Minneapolis and state agree to revamp policing
MINNEAPOLIS (AP) — The city of Minneapolis and the Minnesota Department of Human Rights signed a “court-enforceable settlement agreement” Friday to revamp policing in the city where George Floyd was murdered by an officer nearly three years ago.
The agency issued a blistering report last year after an investigation found the police department had engaged in a pattern of race discrimination for at least a decade. The City Council approved the settlement in an 11-0 vote. Mayor Jacob Frey and Minnesota Human Rights Commissioner Rebecca Lucero signed it soon after.
“The agreement isn’t change, in and of itself, but it charts a clear roadmap to it,” Frey said at a news conference.
Lucero said: “This agreement serves as a model for how cities, police departments and community members across the country can work together to address race-based policing and strengthen public safety.”
The state agency launched its investigation shortly after Derek Chauvin, a white police officer, knelt on Floyd’s neck for 9 1/2 minutes on May 25, 2020, disregarding the Black man’s fading pleas that he couldn’t breathe. Floyd’s death sparked mass protests around the world, forced a national reckoning on racial injustice, and compelled a Minneapolis Police Department overhaul.
Chauvin was convicted of murder. He and three other officers on the scene are serving prison terms.
“We didn’t get here overnight, and change also won’t happen overnight,” Frey said. “This problem that we now face, it has taken hold over many generations, many administrations, mayors and chiefs, and clearly our Black and brown communities have taken the brunt of this.”
Lucero said the legally binding agreement requires the city and the police department to make “transformational changes” to fix the organizational culture at the heart of race-based policing.
She said it includes measures to ensure force is used “only when it is objectively reasonable, necessary and proportional” and never “to punish or retaliate.” Officers must de-escalate conflicts when possible. There will be limits on when and how officers can use chemical irritants and Tasers. And training in the disputed condition of excited delirium — a key issue in the confrontation that led to Floyd’s death — will be banned. Stops for broken lights and searches based on the alleged smell of marijuana are banned.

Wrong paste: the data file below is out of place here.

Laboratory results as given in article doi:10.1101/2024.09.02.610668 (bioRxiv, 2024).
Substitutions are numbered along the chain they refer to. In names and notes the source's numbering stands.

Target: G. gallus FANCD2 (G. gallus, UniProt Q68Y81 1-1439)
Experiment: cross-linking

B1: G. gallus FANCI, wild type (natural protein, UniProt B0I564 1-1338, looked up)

Frey, Lucero and Police Chief Brian O’Hara said the agreement reflects feedback from and the concerns of the community and police officers.
“The court-enforceable agreement does not prohibit officers from relying on reasonable, articulatable suspicion or probable cause of criminal activity to enforce the law. We want officers to do their jobs,” Lucero said.
Civil rights attorney Ben Crump and other lawyers who won a $27 million settlement for the Floyd family called the agreement “monumental” and the “culmination of years of heartbreak and advocacy by those impacted by the poor policies and practices of the Minneapolis Police Department.”
The U.S. Department of Justice is still investigating whether Minneapolis police engaged in a pattern or practice of discrimination. That investigation could lead to a separate agreement with the city known as a consent decree. City officials couldn’t provide information on where that stands.
Several police departments nationwide operate under federal consent decrees. Justice Department and city officials asked a judge Tuesday to end most federal oversight of the Seattle police department, saying its sustained, decade-long reform efforts are a model for other cities.
The Minneapolis settlement, which requires court approval, also governs the use of body-worn and dashboard cameras; officer wellness; and response to mental health and behavioral crises. An independent evaluator must be appointed to monitor compliance.
Several council members criticized the police department and other city leaders.
“The lack of political will to take responsibility for MPD is why we are in this position today,” council member Robin Wonsley said. “This legal settlement formally and legally prevents city leadership from deferring that responsibility anymore. And I hope this settlement is a wake-up call for city leaders, who the public has watched rubber-stamp poor labor contracts, have signed off on endless misconduct settlements, and then shrugged their shoulders when residents asked then why we have a dysfunctional police department.”
Some activists were upset that the agreement wasn’t posted publicly until after the vote.
Michelle Gross, president of Communities United Against Police Brutality, said she will ask the state data practices office whether the council acted legally. She said her group must study the agreement before commenting on its merits.
“This is not the way to start this process and vote on something the community’s going to have to live with for the next five or six years,” Gross said.
Even council members had only about a day to study and discuss the document.
“This is something we’ve been waiting for for a long time and my hope is the city will act with fidelity, the city will act with integrity, and the city will follow through.” civil rights attorney Nekima Levy Armstrong said.
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